She was deaf in both ears for 17 years. She was rejected by family members and failed in school. She felt like a prisoner in solitary confinement and wanted to take her own life.
In January of 2014, Christ for all Nations visited Titi Bongo’s city of Yaoundé, Cameroon. Hundreds of thousands gathered that week to experience the Gospel. On the second night, as evangelist Daniel Kolenda was praying for the sick, Titi began to feel an intense burning in her ears and realized one of her ears could hear.
She to the platform to testify together with her brother. Her brother told the evangelist that although one ear had been healed, the other was still deaf and asked for more prayer. Evangelist Kolenda prayed for the ear twice. The first time, nothing happened, but the second time, he began to say the name of Jesus in her deaf ear in French, “Jésus, Jésus, Jésus” Suddenly she could understand and began to repeat the name, each time it became more clear and more powerful. He asked if she could hear now. She was smiling from ear to ear. She could hear, she could speak and she was praising the name of Jésus! (more…)
This week will be a sabbatical for me, where I won’t use any internet in order to rest and write on my book. To prevent you from being bored, dear blog readers, I want to share with you this very interesting lecture by Candy Gunther Brown, Professor of religion at Indiana University, on mecially verified healings. Enjoy!
Today is Global Divestment Day, a day when people all around the world pledge to divest out of fossil fuels. Divestment is the opposite of an investment–it simply means getting rid of stocks, bonds or investment funds that are unethical or morally ambiguous. Thousands of churches, schools and local government have pledged to divest out of fossil fuels in order to prevent a climate catastrophy. The campaign writes:
The divestment campaign highlights a conflict that most politicians are reluctant to address. If the world is to avoid catastrophic global warming, most known fossil fuel resources need to stay in the ground. Yet fossil fuel companies not only plan to extract and sell their existing reserves but are exploring ever more sensitive territory to find new ones, thus ruining any chance of securing a safe planet.
Christians and churches – it’s time to become fossil-free! Stop harming God’s creation and the environment for the poor, live simply and sustainably. Sell all what you have, give the money to the poor and whatever energy you use, whatever goods you consume, make sure that the dirty oil- and gas-industry doesn’t get a cent. The horrible effects of climate change may already be irreversable, we must do whatever we can to turn this ark around and steward God’s creation in a sustainable way.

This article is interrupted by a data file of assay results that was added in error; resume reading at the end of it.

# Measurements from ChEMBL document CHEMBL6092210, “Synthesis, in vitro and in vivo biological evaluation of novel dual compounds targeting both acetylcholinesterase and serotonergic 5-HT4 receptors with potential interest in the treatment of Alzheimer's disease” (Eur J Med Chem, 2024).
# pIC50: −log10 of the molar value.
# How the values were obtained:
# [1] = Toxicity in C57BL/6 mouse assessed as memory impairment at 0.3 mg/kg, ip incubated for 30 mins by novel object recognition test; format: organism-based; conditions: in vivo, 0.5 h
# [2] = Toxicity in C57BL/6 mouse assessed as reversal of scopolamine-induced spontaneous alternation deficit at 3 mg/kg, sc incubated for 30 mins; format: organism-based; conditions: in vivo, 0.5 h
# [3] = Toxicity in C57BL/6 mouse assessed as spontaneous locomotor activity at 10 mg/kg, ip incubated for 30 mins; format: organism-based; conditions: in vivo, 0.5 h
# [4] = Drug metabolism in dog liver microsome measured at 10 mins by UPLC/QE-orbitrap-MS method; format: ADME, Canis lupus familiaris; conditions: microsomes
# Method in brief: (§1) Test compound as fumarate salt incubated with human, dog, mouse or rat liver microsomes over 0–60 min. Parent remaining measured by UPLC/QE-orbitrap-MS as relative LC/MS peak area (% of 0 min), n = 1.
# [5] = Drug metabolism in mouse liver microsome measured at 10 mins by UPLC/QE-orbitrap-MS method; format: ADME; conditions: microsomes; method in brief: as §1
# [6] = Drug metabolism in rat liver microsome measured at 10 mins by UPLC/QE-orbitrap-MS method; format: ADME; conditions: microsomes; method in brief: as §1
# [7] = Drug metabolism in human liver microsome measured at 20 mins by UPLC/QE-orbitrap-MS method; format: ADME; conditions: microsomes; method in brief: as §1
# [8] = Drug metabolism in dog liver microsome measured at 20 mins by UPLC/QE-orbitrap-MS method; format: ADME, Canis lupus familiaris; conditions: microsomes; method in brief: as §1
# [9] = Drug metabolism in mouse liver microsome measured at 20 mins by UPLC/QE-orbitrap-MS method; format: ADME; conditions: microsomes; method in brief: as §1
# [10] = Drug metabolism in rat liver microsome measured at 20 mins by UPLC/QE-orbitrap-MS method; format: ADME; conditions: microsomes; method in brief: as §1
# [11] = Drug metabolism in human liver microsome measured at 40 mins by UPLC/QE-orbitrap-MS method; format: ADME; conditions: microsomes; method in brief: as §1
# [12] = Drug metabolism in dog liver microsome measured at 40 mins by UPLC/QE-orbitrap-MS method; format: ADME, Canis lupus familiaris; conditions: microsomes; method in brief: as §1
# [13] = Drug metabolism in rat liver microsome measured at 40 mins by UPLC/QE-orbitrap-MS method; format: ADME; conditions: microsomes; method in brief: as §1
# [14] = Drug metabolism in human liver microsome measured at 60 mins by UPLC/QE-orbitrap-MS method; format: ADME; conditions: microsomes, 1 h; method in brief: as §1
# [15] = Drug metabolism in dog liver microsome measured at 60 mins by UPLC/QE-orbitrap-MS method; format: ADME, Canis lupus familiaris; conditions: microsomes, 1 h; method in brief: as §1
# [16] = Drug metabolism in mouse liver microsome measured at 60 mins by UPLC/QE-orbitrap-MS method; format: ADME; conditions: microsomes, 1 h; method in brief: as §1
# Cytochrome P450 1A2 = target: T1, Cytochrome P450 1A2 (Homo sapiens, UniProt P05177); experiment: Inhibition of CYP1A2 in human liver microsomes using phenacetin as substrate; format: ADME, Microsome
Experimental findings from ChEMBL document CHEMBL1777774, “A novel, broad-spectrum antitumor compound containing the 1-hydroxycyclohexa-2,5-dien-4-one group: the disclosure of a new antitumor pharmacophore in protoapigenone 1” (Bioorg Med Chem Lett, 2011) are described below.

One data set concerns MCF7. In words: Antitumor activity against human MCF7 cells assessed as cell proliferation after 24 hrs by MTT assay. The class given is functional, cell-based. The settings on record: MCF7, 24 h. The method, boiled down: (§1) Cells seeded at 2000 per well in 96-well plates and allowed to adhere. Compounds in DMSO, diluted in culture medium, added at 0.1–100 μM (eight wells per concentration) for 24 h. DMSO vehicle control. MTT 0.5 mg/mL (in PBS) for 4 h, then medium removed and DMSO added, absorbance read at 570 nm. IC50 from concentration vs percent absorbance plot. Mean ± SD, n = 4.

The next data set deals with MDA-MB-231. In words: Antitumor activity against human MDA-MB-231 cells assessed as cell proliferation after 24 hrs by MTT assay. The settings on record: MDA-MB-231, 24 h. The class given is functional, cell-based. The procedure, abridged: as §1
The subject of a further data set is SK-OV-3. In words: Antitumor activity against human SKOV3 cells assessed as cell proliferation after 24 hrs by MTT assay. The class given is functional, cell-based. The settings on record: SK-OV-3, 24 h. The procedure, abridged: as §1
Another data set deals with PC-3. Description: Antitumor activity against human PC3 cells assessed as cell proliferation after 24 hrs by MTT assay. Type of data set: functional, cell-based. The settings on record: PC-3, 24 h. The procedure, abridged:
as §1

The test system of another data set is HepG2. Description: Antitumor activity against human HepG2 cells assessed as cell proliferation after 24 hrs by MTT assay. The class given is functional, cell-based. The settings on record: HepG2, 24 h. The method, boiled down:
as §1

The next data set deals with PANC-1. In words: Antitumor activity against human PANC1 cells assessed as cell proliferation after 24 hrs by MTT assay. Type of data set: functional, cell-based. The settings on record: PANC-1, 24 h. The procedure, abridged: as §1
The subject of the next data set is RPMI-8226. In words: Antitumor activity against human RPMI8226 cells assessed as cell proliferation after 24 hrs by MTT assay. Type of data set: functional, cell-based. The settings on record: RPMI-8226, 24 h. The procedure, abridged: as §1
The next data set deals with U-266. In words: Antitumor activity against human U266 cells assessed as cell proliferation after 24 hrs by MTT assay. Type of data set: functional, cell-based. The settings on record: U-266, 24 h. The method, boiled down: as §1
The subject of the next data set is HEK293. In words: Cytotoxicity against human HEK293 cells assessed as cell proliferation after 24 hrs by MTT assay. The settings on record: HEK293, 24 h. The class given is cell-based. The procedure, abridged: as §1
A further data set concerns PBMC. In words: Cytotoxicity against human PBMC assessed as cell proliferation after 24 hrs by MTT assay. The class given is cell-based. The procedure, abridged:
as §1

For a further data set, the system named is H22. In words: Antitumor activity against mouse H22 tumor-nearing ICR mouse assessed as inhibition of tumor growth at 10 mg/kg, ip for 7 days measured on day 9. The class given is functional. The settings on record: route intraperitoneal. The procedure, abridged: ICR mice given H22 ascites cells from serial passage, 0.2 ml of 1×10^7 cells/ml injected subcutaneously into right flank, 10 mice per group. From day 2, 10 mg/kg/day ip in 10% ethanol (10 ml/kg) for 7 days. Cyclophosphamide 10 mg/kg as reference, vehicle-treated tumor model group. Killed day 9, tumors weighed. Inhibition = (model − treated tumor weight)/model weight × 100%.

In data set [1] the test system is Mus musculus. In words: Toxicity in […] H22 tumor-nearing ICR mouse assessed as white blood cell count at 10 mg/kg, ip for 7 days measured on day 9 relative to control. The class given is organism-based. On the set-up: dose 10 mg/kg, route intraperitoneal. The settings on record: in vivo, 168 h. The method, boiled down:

I love my church! Uppsala Mosaik is a small house church in Uppsala Sweden (not to be confused with the mega church Mosaic in Los Angelse, California (seriously, some have actually thought that is what I’m talking about when naming my church)) focusing on the Kingdom of God. We’re evangelical, charismatic and activist, and our aim is, like many other churches, to love God and love people.
When I visited Mosaik for the first time in 2010, I was amazed by its structure. We met in a pub back then. We had coffee break in the middle of the service, between worship and Jesus stories. Jesus stories, by the way, are when everyone can share a testimony about what Jesus has done in their life. And when the service was coming to an end, students flooded the pub while Mosaik volontueers started to serve free pancakes.
I sat down with the pastor, Hans Sundberg, and he explained the theology behind what Mosaik looked like. In Sweden, people are leaving churches like crazy, so that statistically, if the drop-off speed would remain at this rate, there would be no Christians here in 2040. Now, God is good and we pray for revival, but Hans was convinced that the church must leave the old Christendom-structures that builds large cathedrals expecting people to fill them, and becoming sad when they don’t.
The Bible describes how the early Christians were able to speak new existing languages when the Holy Spirit baptized them. There are reports of this happening in modern times as well.
J.W. Hutchins was baptised by the Holy Spirit at the Asuza Street revival in Los Angeles in 1906, and when she spoke in tongues a man who had been a missionary to Uganda exclaimed that she spoke the Luganda language. She also heard the external, audible voice of God telling her to go to Africa, so she became a missionary.